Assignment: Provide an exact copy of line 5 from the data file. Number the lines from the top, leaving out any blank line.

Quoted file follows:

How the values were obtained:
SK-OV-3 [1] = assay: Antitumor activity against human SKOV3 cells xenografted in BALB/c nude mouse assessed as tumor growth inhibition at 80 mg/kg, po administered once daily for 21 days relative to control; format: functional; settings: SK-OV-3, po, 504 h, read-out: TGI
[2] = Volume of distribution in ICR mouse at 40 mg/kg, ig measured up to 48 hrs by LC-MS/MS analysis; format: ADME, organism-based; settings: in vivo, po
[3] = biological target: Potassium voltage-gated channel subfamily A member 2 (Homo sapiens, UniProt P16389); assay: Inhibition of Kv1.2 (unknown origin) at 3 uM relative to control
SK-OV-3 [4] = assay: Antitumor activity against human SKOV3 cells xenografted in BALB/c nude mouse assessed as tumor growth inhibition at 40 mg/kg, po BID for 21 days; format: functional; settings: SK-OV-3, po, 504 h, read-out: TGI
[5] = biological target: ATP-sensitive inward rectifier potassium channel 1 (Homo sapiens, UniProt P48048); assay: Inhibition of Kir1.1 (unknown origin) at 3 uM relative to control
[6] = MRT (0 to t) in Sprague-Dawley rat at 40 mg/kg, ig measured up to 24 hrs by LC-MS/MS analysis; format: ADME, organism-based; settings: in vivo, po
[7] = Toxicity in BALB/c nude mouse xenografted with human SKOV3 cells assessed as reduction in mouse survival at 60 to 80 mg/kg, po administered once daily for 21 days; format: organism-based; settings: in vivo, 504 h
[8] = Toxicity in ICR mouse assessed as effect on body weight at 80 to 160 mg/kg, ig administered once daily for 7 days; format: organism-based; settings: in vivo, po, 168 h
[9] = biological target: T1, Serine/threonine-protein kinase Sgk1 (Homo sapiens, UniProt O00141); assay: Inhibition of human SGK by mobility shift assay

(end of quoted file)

SK-OV-3 [4] = assay: Antitumor activity against human SKOV3 cells xenografted in BALB/c nude mouse assessed as tumor growth inhibition at 40 mg/kg, po BID for 21 days; format: functional; settings: SK-OV-3, po, 504 h, read-out: TGI